Rowan Tallis Milligan reviews Good Times in Dystopia (Zero Books 2019) in discussion with author George F. about their thoughts on memoirs, punk and anarchism and what makes Good Times such an important contribution to literature on squatting and radical creative nonfiction.
Taking inspiration from Pierre-Joseph Proudhon, Michel Foucault and Saul Newman, this poetic text by Teresa Xavier Fernandes draws up an artistic and aesthetic manifesto of ‘the postanarch’.
Reporting from the Philippines, Russ Skelchy documents the murderous impact of Duterte’s ‘wars’ on terror and drugs, as well as the ongoing resistance to this ratcheting authoritarianism from musicians and affected communities.
Shane Little interviews the Editorial Team behind New Syndicalist, a source of worker-led, anti-capitalist theory and strategy founded by members of the Industrial Workers of the World in the UK.
More people have killed themselves in Northern Ireland since the Good Friday Agreement (1998) than died as a result of ‘the Troubles’ conflict (1969-1998). This interview and session performance with anarchist musician Kevin Jones addresses the ongoing suicide epidemic and its roots in the civil war. Kevin brings his musical expression and anarchist analysis to bear on the issue with a performance of his song ‘A New War’, as part of this interview with Jim Donaghey. The audio is available to stream directly, with transcript.
Morris Brodie tracks 80 years of historiography on the Spanish Civil War, from caricatures of anarchists as idealistic and/or bloodthirsty (by fascist, liberal and orthodox communist historians) to an ‘anarchist renaissance’ in civil war historiography in the last twenty years. He includes a list of further reading on anarchists in the Spanish Civil War.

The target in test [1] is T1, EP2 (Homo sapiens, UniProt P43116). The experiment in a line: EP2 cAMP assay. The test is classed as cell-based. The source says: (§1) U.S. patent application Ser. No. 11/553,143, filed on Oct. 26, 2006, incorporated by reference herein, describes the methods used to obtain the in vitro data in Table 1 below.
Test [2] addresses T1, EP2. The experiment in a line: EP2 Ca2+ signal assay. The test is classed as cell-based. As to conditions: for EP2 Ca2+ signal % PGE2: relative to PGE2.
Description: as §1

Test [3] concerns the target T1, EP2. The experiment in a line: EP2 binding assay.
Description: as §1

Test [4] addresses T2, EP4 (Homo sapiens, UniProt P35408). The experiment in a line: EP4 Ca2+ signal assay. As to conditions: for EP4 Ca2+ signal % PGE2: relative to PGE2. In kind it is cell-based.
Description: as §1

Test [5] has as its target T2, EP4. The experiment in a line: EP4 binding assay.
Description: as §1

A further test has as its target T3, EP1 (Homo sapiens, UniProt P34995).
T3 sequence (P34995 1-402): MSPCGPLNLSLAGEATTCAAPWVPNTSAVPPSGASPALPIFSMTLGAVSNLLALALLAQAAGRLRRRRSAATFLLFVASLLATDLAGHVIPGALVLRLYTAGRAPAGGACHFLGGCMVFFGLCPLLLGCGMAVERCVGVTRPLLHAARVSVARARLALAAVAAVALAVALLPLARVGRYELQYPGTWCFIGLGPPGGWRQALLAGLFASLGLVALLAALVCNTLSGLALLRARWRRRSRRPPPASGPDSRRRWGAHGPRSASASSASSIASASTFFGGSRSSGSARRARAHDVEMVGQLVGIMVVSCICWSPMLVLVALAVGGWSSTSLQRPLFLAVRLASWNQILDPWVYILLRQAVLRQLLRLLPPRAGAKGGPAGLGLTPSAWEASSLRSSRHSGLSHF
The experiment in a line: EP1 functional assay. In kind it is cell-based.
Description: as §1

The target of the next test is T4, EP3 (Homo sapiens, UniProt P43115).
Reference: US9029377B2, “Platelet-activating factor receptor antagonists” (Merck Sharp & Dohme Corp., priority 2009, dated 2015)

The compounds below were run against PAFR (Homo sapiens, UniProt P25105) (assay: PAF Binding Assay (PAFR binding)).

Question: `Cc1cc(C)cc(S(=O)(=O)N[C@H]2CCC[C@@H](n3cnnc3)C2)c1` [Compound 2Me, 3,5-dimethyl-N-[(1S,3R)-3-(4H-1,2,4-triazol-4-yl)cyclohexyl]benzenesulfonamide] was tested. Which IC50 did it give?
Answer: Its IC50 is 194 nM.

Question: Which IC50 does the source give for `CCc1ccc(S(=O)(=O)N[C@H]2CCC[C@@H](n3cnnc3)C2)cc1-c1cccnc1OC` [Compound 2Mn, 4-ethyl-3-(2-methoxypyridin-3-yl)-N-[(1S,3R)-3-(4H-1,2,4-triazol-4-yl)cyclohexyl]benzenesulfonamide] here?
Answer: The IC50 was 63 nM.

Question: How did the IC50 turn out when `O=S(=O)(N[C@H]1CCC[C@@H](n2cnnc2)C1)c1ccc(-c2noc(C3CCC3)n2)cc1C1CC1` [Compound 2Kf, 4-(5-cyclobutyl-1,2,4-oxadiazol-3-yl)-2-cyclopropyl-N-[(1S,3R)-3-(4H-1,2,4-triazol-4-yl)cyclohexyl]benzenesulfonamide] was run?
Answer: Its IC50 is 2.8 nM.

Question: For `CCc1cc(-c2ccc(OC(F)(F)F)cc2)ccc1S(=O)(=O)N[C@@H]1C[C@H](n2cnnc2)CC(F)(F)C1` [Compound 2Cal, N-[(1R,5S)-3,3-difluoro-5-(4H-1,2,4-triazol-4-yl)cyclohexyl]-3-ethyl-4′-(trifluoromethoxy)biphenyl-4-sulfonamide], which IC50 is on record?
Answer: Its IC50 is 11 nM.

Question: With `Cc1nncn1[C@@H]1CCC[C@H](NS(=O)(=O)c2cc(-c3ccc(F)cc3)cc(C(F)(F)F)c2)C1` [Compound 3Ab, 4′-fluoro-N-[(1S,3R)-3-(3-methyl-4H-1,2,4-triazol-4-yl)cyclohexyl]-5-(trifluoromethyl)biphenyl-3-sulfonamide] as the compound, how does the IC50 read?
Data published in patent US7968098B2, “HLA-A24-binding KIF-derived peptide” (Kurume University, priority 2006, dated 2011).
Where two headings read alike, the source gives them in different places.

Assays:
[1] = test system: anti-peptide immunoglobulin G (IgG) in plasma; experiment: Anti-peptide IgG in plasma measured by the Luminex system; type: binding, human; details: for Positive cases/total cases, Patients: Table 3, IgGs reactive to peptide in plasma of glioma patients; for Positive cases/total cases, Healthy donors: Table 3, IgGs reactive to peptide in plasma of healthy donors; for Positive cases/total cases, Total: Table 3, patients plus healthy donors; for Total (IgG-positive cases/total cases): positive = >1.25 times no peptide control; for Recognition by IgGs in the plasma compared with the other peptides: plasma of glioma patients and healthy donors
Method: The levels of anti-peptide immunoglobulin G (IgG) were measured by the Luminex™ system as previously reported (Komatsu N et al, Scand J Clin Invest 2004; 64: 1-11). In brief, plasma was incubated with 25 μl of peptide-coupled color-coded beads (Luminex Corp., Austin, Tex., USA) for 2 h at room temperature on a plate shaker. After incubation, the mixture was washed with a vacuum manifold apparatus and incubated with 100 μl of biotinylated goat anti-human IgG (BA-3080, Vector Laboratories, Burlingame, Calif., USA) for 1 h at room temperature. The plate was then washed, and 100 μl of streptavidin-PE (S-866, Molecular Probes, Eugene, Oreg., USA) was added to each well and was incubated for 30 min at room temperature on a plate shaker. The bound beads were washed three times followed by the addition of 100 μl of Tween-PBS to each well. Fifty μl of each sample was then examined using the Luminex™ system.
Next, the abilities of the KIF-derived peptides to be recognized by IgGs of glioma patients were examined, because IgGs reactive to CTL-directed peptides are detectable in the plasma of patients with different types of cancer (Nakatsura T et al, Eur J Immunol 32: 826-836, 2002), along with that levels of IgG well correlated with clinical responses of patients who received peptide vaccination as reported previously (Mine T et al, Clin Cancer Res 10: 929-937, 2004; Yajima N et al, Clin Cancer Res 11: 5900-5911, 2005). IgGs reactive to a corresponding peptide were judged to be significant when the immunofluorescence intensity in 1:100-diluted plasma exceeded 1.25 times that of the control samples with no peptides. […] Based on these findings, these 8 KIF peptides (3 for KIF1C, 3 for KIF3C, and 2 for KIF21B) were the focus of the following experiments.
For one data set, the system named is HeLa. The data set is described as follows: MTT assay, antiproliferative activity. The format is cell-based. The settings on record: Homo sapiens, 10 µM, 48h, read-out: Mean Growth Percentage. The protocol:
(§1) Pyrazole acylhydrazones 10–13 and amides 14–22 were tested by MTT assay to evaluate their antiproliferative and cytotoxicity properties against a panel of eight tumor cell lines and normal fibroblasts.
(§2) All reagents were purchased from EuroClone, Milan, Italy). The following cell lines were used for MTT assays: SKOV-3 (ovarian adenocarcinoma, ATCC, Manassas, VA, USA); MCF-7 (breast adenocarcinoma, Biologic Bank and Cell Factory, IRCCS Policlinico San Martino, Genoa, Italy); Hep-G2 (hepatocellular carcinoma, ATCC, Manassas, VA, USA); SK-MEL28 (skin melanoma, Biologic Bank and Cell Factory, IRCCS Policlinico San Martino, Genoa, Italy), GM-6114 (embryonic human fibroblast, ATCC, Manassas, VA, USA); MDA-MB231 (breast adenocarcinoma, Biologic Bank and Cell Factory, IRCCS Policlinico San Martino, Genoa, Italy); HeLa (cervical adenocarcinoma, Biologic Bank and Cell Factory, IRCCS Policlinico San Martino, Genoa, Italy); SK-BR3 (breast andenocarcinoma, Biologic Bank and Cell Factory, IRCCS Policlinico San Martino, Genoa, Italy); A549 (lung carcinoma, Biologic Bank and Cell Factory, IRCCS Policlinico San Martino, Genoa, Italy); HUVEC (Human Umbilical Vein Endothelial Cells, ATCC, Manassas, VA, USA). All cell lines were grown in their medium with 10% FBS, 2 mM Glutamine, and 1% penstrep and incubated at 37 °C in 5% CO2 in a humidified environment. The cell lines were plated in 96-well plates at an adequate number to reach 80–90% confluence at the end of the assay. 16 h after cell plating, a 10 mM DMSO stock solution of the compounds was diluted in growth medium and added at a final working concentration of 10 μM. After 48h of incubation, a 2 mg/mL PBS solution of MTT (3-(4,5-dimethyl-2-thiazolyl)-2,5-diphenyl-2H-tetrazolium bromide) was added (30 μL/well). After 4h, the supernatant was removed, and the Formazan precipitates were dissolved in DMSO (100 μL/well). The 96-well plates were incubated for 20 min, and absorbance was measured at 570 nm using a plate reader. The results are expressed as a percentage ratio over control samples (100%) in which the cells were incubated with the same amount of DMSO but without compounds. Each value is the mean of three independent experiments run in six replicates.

Kent Worcester interviews the New York-based anti-authoritarian activist Wayne Price. He traces his political journey from early anarchist and pacifist influences in the 1950s, through the anti-Vietnam War movement of the 1960s and 1970s, to his work as a school psychologist and teachers union activist, and charts his membership of a range of activist groups of various Marxist, Trotskyist and anarchist persuasions.
Rowan Tallis Milligan uses this review article of Andrew Fraser’s Invisible: A Diary of Rough Sleeping in Britain (Freedom Press, 2019) to highlight the cruel effects of the current housing crisis in Britain, while also pointing to the resistance strategies that are being employed all over the country.
Readers of the Autumn 2018 issue of Anarchist Studies (26:2) will have noted the vigorous debate between Brian Morris and John Clark, two prominent figures in anarchist academia. The exchange began with a review by Morris of Clark’s The Impossible Community: Realizing Communitarian Anarchism (2013), and continued with a reply from Clark to Morris’s review. Since publication, this debate has continued with a further reply from each individual, and they are published here (along with the original review and response).